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Monkeypox Cases In Europe May Have Peaked, World Health Organization Says


Europe’s monkeypox outbreak appears to have peaked, the World Health Organization said on Tuesday, urging all countries to intensify efforts to curb transmission and push to eliminate the virus in the region despite severe vaccine shortages.

Key Facts

There are “encouraging early signs” that monkeypox cases are slowing down in Europe, the WHO’s director for the region Dr. Hans Kluge said on Tuesday. Falling cases in several European countries including the U.K., France, Portugal, Germany and Spain suggested it would be possible to stamp out the outbreak in the region, Kluge said. The data suggests it is possible to eliminate monkeypox in Europe, Kluge said, which means stopping sustained human-to-human transmission of the virus. The WHO will be pursuing monkeypox elimination in Europe, Kluge added, imploring all countries to “urgently step up” efforts to curb the virus’ spread, even if they do not have cases at the moment.

Targeted interventions, particularly towards gay and bisexual men and other men who have sex with men, will be crucial for curbing transmission, Kluge said, pointing to Portugal’s success in bringing down cases through behavioral change and community outreach in the absence of a large vaccination drive.

What To Watch For

Eliminating monkeypox. The explosive global spread of monkeypox in ways and countries the virus was not known to spread alarmed experts, many of whom feared it was probably too late to contain the virus. In the U.S., which has more cases than any other country, leading officials believe there is still time to curb transmission. Centers for Disease Control and Prevention Director Rochelle Walensky on Friday said she felt “cautiously optimistic” about the monkeypox outbreak in the U.S., citing falling cases and stronger vaccine supplies. Vaccines, alongside behavioral changes among men who have sex with men, are largely responsible for the drop, Walensky said, noting that vaccines were not always going to those who needed them most, particularly people of color.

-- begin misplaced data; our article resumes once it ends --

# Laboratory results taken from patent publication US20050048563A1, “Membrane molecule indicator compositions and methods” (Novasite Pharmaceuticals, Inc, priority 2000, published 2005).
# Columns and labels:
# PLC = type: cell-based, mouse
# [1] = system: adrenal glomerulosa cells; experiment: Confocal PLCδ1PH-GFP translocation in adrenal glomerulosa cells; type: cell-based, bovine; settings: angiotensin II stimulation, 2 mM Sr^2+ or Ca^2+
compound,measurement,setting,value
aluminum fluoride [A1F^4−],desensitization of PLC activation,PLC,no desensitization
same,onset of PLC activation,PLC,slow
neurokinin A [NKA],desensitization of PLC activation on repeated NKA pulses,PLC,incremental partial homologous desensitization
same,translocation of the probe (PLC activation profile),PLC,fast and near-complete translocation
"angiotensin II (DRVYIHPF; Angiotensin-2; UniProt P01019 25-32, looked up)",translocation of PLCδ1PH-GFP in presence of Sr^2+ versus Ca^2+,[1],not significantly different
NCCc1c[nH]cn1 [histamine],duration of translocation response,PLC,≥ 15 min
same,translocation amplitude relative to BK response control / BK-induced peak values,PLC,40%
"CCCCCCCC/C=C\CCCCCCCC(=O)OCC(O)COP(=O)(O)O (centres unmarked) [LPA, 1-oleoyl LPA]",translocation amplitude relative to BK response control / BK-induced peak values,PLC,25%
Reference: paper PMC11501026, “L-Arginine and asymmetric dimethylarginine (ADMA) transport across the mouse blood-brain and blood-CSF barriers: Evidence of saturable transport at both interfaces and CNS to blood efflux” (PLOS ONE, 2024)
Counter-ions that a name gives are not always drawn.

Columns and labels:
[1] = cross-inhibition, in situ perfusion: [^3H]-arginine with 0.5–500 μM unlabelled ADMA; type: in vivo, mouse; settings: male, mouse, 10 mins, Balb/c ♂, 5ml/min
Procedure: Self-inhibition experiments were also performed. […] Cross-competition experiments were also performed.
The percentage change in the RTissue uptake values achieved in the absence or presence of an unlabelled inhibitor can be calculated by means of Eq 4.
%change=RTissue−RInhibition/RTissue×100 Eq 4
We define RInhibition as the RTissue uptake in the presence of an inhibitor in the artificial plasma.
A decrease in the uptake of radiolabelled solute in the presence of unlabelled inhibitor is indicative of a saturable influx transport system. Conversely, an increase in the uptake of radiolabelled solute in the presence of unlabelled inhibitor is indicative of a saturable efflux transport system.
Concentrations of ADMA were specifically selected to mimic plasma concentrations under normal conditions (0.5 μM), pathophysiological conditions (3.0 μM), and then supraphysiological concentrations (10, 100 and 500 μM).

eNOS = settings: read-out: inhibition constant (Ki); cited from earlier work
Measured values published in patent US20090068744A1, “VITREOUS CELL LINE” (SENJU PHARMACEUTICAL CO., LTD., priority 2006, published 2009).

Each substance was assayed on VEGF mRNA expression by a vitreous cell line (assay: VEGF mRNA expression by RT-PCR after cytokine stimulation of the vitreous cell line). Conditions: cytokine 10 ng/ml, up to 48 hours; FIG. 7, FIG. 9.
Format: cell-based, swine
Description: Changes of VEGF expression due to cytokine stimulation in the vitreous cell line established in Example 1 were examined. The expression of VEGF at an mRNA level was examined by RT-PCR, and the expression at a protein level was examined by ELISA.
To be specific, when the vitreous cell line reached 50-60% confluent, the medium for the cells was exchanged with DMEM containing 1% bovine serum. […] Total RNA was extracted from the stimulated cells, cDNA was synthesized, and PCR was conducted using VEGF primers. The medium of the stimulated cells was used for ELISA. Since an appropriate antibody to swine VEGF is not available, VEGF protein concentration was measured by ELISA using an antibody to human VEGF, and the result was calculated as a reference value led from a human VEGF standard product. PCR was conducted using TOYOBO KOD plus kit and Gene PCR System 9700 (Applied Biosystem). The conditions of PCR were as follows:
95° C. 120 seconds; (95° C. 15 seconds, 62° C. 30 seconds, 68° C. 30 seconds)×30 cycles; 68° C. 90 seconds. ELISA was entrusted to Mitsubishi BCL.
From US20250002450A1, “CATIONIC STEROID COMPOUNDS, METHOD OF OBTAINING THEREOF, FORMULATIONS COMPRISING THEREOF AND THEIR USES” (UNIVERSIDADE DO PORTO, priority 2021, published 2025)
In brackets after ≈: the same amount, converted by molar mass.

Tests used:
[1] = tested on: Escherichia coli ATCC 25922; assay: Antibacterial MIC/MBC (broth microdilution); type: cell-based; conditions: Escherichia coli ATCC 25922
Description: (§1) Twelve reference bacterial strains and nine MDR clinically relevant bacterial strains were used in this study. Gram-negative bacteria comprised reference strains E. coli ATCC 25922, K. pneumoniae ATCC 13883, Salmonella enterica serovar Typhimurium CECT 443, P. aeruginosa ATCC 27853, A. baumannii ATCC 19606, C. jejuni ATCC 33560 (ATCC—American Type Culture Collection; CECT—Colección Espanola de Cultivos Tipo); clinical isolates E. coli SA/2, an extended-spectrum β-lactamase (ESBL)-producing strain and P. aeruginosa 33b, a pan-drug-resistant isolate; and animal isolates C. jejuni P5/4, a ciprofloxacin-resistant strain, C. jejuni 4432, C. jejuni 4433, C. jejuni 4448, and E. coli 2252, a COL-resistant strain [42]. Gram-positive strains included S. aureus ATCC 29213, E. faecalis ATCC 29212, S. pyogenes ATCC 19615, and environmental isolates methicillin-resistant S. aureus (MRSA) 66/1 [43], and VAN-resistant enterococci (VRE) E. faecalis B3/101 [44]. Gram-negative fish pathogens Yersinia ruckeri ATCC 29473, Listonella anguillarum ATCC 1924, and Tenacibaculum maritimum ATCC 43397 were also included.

Key Background

Confirmed monkeypox cases dropped 21% last week after a month of consecutive increases, the WHO said. The global drop could largely be attributed to falling cases in Europe and the organization said the number of new infections in North and South America were on a steep incline. Kluge said there have been more than 22,000 confirmed monkeypox cases across 43 countries and areas covered by the WHO’s Europe region—a 53-country bloc encompassing a wide geographic area and includes Israel, Russia and parts of Central Asia—more than a third of the global total. There have been more than 18,000 cases confirmed in the U.S., according to the CDC, the most of any country by a significant margin. Spain, which has the second highest, has just under 6,500 confirmed cases.

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